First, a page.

John Roberts’ Role in the Guantanamo Hunger
“People will definitely die…. Bobby Sands petitioned the British government to stop the illegitimate internment of Irishmen without trial…. Nobody should believe for one moment that my brothers here have less courage.”
-- Binyam Mohammed, British prisoner at Guantanamo Bay
Roberts ignores the fact that the United States is a signatory of the Geneva Conventions and must comply with its provisions for the humane treatment of prisoners as well as offering prisoners the Convention’s protection “until such time as their status has been determined by a competent tribunal.” Rumsfeld’s handpicked military courts do not meet these requirements, and have been rejected by prominent legal organizations and human rights groups alike.
Let’s be clear -- the 500 prisoners in Guantanamo Bay are innocent. That is not my contention, but the belief of everyone who still accepts the fundamental principle of American jurisprudence, that men are “innocent until proven guilty.” The inmates have been deprived of due process of law, so we must presume that they are innocent. The language invented at the Defense Department -- “terrorist”, “enemy combatant”, “insurgent” -- should not cloud our reasoning or undermine our commitment to fair play. The prisoners should be allowed to defend themselves according to internationally accepted standards of justice.
Roberts does not believe that captives in the war on terror have any rights whatsoever. His ruling in Rumsfeld vs. Hamdan confers absolute authority on the President to imprison suspects indefinitely without any legal process in place to challenge their imprisonment. But, if this is true, than why do we need courts or judges at all? Why not simply resolve these issues by executive fiat?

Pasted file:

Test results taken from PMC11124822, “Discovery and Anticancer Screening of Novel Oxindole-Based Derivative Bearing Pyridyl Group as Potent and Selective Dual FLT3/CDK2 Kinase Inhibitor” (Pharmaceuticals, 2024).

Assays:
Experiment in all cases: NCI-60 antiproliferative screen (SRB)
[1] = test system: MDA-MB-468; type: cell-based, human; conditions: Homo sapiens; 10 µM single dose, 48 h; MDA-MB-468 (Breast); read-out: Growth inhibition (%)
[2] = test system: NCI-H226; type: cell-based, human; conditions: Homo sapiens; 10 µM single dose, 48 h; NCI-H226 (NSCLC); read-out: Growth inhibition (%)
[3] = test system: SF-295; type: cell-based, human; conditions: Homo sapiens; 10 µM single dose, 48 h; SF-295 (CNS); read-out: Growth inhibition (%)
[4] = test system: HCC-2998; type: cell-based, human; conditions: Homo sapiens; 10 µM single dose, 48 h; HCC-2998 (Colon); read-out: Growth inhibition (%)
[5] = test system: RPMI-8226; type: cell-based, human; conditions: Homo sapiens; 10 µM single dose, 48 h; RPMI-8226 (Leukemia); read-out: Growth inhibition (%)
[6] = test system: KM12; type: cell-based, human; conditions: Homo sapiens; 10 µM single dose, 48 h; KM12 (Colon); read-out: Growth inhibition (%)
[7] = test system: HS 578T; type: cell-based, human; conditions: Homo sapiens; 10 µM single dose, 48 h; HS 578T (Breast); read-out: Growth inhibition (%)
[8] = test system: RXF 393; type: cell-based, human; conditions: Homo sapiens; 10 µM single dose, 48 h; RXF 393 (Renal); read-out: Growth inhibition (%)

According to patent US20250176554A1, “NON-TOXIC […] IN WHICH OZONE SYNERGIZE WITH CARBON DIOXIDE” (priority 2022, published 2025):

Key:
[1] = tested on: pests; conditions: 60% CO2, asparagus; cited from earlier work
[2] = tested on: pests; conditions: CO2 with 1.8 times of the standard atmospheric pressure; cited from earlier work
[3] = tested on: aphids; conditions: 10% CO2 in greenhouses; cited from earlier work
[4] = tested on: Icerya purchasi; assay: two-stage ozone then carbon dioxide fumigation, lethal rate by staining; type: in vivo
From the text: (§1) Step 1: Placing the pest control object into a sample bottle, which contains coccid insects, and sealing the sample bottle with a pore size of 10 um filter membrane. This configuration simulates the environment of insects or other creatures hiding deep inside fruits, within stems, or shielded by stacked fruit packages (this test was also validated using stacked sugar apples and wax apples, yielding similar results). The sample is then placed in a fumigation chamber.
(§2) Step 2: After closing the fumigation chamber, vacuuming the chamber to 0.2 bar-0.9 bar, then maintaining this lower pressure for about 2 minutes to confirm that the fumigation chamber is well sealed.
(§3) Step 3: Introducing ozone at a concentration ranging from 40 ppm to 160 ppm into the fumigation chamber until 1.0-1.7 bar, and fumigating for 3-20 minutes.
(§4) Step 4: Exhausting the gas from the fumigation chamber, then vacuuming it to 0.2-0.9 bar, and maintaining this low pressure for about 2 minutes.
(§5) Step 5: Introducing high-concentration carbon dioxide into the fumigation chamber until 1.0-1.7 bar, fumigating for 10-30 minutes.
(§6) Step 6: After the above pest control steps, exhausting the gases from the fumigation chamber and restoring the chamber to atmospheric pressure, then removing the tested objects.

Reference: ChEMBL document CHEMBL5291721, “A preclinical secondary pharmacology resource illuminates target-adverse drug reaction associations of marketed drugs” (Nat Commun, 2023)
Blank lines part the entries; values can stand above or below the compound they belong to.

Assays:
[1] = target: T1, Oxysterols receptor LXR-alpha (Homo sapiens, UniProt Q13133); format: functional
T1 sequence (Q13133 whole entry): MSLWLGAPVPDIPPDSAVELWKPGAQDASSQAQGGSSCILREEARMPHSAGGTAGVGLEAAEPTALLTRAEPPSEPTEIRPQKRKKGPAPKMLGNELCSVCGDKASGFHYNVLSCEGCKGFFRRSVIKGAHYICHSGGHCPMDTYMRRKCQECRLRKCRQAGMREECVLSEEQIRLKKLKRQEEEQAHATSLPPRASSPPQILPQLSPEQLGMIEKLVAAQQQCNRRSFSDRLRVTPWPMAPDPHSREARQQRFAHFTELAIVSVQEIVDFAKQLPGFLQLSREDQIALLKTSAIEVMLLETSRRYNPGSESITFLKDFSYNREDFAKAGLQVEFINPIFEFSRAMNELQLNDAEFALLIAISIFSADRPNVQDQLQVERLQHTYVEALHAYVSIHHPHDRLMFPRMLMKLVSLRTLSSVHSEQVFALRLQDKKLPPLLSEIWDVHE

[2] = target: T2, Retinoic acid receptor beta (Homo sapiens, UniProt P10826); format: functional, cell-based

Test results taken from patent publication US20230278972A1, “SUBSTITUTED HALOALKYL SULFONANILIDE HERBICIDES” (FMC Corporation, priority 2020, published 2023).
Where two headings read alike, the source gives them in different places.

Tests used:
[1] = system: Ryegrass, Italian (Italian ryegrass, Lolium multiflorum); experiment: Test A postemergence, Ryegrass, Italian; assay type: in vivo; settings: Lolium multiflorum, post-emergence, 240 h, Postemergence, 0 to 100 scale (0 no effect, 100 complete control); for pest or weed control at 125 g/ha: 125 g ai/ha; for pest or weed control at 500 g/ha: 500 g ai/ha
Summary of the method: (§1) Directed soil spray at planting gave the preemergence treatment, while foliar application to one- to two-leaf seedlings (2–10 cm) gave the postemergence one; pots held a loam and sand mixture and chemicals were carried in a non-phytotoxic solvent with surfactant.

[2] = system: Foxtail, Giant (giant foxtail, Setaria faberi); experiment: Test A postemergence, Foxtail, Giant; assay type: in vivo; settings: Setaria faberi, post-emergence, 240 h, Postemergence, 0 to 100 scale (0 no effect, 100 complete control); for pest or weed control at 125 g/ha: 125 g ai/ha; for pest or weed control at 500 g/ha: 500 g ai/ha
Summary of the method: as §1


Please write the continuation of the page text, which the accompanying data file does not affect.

Roberts’ ruling has earned him an appointment to the Supreme Court; a souvenir for endorsing the supreme powers of the President. But, his ambition comes at a cost. 200 or more victims of his verdict are presently starving themselves to death demanding the right to have their cases heard in court. The scene at Guantanamo has been described as “dire” by defense attorneys for the detainees with gruesome descriptions of prisoners “vomiting blood or collapsing in their cells.” The Defense Department has tried to conceal the details of the hunger strike and has prevented the media and the Red Cross from visiting the prisoners.
Guantanamo needs to be opened up so that we can see the consequences of Roberts’ judicial philosophy. If Roberts is willing to rubberstamp a policy that promotes the cruel and inhuman treatment of prisoners then the public should be aware of it.
Roberts has argued that, “The president’s authority under the laws of our nation to try enemy combatants is a vital part of the global war on terror.”
Roberts should be given every opportunity to defend his theories on justice as long as the sick and emaciated victims of his philosophy are paraded through the Senate Rotunda for everyone to observe.
American justice is an oxymoron. Under Bush, there is neither justice nor a system; just the willful conduct of bullies who act according to the most cynical impulses. Roberts is the embodiment of the present paradigm: a man whose adult life has been devoted to secret organizations, like the Federalist Society, whose sole purpose is the dismantling of legal protections and civil liberties for the common man. He is the poster boy of the new world order.
The Muslim prisoners who are resisting this regime of lawlessness -- some who have even ripped the feeding tubes from their arms -- are heroes in the truest sense of the word. They have put their own lives on the line for a just cause, demanding that they be treated with the same respect and dignity deserving of every man. Now, they face an agonizing death fighting for the very same principles that are written into the Constitution and the Bill of Rights.
They’ve earned our admiration, and they have it.
Mike Whitney lives in Washington state, and can be reached at: firstname.lastname@example.org.
Other Articles by Mike Whitney
Padilla and the Death of Personal Liberty